Olympic Guide to PyeongChang (not Pyongyang)
“PyeongChang is very different from Pyongyang. Do not confuse, please.”
That was a quote from the governor of South Korea’s Gangwon province, Choi Moon-Soon, when he addressed international media in November 2016 at the World Press Briefing for the upcoming Olympic Winter Games in his region.
It is not an uncommon mistake to confuse the two, so much so that the first sentence of their respective Wikipedia pages says “Not to be confused with” and links the other city.
A simple typo isn’t all that important when you’re crafting a Facebook post to your friends or even a quick e-mail to a co-worker, but when it comes to differentiating between PyeongChang (South Korea) and Pyongyang (North Korea), that typo can make a world of difference. In an effort to try make the distinction more clear, officials even re-branded the South Korean city to include the “e” and capital “C”.
But if that’s still not enough to help you tell the differences between the two, we have compiled a list that may prove useful.
PyeongChang: A county in South Korea’s Gangwon province in the east of the Korean peninsula.
Pyongyang: The capital city of North Korea in the west of the Korean peninsula.
PyeongChang: Approximate population of 44,000.
Pyongyang: Approximately population of 2.8 million.
PyeongChang: South Korea is the official host of the 2018 Olympic Winter Games.
Pyongyang: There was talk of North Korea wanting to share hosting duties of some events, but that never came to fruition.
PyeongChang: South Korea previously hosted the summer Olympic Games at Seoul 1988.
Pyongyang: North Korea boycotted Seoul 1988.
PyeongChang: South Korea’s current Winter Olympic medal count: 26 gold, 17 silver and 10 bronze.
Pyongyang: North Korea’s current Winter Olympic medal count: 0 gold, 1 silver and 1 bronze.
PyeongChang: Will not have NHL players competing at the 2018 Olympic Winter Games.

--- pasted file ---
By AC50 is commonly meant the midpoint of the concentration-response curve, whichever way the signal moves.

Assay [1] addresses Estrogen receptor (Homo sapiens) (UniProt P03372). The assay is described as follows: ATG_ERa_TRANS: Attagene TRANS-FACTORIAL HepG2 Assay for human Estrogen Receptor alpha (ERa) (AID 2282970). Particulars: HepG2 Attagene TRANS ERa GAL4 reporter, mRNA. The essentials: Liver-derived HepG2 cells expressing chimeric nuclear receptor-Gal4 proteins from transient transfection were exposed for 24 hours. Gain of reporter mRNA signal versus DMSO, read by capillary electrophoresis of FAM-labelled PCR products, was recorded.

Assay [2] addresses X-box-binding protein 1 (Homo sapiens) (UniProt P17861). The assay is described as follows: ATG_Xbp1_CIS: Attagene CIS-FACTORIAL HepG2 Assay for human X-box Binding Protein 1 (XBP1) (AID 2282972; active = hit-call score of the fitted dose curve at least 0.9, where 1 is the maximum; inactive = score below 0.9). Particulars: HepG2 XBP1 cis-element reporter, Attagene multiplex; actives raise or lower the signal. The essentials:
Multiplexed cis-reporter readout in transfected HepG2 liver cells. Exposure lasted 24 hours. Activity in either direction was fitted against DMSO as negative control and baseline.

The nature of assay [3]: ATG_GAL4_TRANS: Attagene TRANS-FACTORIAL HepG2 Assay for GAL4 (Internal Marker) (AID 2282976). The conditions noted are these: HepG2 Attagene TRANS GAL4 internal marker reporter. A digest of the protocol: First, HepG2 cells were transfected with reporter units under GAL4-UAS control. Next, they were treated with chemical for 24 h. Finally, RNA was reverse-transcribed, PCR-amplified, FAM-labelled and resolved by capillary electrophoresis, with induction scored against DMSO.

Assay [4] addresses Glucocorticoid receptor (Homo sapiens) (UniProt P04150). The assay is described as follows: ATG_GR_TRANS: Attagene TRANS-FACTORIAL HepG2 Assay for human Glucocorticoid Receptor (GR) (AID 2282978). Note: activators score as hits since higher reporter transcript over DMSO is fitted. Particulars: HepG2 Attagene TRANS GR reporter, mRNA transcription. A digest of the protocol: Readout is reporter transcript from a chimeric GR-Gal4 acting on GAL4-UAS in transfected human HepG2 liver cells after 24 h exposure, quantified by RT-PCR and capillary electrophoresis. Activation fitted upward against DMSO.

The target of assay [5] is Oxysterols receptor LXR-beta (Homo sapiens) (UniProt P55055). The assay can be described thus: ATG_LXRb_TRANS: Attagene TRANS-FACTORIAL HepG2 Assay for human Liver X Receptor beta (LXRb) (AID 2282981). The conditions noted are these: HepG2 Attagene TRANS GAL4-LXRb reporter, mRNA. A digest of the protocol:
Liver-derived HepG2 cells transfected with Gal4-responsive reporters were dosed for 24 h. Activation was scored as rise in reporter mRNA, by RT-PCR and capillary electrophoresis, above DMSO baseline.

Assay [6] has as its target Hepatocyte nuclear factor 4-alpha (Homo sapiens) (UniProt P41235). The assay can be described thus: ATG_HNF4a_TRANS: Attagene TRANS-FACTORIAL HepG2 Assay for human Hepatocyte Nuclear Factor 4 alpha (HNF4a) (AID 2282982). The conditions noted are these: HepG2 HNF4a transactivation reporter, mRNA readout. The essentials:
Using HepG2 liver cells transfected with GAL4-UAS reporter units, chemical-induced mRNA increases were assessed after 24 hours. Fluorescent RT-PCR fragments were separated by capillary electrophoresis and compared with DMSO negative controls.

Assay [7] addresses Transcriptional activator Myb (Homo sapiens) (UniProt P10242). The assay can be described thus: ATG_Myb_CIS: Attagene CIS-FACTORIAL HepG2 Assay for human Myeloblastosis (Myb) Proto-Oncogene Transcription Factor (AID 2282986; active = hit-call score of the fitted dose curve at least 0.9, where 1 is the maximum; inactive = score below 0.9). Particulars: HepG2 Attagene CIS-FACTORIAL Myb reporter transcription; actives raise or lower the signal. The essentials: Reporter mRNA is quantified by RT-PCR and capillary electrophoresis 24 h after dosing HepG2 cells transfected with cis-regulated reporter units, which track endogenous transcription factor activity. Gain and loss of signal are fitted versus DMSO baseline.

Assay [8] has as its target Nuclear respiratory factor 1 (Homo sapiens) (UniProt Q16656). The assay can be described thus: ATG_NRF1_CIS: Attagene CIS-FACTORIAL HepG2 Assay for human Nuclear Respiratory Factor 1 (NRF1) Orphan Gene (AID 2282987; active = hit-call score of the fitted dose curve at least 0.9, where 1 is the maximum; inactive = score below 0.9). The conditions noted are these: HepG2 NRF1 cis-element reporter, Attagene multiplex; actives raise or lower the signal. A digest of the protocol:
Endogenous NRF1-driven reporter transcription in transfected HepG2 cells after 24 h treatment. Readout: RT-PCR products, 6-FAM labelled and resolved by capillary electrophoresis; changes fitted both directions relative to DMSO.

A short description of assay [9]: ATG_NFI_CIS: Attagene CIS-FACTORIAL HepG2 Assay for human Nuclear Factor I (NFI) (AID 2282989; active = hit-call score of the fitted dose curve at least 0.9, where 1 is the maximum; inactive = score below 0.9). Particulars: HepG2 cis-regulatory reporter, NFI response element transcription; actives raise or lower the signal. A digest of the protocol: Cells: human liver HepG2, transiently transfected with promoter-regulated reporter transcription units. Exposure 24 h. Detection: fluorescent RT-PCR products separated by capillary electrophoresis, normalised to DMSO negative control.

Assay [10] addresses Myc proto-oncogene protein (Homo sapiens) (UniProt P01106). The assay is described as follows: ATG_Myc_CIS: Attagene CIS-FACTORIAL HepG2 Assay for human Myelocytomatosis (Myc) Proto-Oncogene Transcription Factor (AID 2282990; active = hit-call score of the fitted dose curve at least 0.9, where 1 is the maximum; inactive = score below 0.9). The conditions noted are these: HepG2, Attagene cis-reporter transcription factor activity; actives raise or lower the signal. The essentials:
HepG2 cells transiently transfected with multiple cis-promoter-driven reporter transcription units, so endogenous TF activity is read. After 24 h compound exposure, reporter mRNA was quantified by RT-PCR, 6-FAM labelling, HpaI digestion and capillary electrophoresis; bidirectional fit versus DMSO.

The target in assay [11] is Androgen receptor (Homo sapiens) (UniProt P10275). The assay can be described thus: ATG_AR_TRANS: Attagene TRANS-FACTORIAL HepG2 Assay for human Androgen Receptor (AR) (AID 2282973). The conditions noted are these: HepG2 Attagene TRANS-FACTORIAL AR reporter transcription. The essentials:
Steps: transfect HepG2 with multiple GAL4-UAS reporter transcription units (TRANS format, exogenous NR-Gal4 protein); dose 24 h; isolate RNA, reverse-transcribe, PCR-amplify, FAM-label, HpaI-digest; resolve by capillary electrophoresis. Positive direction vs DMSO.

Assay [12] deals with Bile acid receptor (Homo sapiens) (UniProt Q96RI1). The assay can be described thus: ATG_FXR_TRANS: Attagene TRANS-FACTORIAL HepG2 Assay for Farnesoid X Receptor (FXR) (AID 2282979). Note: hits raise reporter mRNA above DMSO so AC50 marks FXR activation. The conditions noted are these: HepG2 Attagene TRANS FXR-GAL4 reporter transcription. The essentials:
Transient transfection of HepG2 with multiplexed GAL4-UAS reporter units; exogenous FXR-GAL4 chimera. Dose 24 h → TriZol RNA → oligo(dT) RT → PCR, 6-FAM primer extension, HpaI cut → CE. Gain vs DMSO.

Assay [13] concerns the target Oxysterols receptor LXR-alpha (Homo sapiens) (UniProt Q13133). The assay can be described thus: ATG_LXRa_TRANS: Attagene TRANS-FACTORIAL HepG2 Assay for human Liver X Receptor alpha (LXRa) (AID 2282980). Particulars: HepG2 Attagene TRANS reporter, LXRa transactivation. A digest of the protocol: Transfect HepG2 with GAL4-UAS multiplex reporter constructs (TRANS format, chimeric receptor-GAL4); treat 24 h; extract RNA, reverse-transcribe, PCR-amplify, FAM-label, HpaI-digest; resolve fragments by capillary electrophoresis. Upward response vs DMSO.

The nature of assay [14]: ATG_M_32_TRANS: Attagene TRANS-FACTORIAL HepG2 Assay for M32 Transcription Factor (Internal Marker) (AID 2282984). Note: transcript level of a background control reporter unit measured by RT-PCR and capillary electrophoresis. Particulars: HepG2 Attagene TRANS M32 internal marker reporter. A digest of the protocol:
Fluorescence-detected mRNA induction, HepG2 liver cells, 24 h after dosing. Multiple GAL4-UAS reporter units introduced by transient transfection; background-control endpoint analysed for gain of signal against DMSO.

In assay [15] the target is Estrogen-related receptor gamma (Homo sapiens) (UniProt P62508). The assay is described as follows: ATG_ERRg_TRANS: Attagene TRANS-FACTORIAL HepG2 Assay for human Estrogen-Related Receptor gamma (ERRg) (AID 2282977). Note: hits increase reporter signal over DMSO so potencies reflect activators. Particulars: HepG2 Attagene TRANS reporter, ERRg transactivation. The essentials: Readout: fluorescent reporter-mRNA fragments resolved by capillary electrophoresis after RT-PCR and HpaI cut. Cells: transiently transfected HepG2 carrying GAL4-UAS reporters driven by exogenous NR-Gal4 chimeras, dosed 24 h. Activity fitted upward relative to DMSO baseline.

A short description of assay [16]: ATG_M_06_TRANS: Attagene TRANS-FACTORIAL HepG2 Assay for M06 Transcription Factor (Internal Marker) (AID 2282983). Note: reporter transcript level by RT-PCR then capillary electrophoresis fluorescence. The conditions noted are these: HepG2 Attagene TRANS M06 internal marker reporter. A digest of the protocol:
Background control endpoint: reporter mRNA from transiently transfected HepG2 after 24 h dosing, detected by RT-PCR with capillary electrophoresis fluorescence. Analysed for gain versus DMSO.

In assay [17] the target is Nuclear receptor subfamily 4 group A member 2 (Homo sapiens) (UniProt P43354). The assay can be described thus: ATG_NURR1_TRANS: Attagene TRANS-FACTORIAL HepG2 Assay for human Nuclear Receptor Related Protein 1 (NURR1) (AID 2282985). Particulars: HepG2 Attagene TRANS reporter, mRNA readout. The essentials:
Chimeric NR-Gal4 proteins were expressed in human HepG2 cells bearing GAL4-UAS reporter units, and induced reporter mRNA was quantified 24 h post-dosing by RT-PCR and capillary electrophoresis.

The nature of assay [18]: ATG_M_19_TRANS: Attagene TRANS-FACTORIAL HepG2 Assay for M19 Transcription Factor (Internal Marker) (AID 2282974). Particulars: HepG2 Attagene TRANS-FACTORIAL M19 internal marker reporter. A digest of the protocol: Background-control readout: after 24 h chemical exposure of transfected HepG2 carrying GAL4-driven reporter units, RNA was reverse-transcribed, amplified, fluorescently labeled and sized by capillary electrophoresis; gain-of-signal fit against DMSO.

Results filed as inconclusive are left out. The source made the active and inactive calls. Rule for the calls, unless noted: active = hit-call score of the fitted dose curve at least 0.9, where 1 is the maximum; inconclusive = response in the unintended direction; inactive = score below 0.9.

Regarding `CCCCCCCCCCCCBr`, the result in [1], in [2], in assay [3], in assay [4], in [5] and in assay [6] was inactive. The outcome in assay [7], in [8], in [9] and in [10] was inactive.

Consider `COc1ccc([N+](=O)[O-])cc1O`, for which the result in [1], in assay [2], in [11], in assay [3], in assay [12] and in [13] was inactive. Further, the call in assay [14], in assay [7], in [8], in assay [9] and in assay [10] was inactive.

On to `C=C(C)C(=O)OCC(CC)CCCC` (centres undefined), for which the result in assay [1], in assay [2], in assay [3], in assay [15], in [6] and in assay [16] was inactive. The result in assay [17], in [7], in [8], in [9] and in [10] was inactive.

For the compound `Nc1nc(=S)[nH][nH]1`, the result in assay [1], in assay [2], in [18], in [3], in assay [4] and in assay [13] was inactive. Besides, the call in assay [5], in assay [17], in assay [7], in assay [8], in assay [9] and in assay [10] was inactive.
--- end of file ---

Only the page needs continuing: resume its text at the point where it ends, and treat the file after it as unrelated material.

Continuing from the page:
Pyongyang: Will also not have NHL players competing.
PyeongChang: As host nation, South Korea is guaranteed entry in all sports on the 2018 Winter Olympic program.
Pyongyang: North Korea agreed to participate in the PyeongChang 2018 Games following negotiations with South Korea. North Korea will send 22 athletes, including 12 members of a unified Korean women’s hockey team. All Korean athletes will march together in the Opening Ceremony.
PyeongChang: Kimchi is much spicier in South Korea. In addition, South Koreans have access to American fast food giants, which are barred from doing business in the North.
Pyongyang: “Cold noodles” or naengmyeon is a classic North Korean dish.
Tourism and Entertainment
PyeongChang: Popular destinations include Woljeongsa Temple, the exciting Ocean 700 Water Park or the Korea Botanic Garden.
Pyongyang: Destinations such as The State Circus, the Victorious Fatherland Liberation War Museum or The Metro.
PyeongChang: Mountain tours provide a beautiful option for mountain hikers.
Pyongyang: All tours in Pyongyang must be guided and officially sanctioned.
PyeongChang: Video games are incredibly popular in South Korea with StarCraft seen as an unofficial national sport.
Pyongyang: The Kaeson Fun Fair has the legendary “Superman” Roller Coaster.
PyeongChang: Famous South Korean celebrities include Psy, who became an overnight star when his song “Gangnam Style” went viral, and Girls’ Generation, one of South Korea’s most popular pop music groups.
Pyongyang: Famous North Korean celebrities include Nelson Shin, who founded Akom Production Co. Ltd which produced American cartoons such as The Simpsons and X-Men, and Kim Myeong-sun, a female novelist and poet in the early 20th century.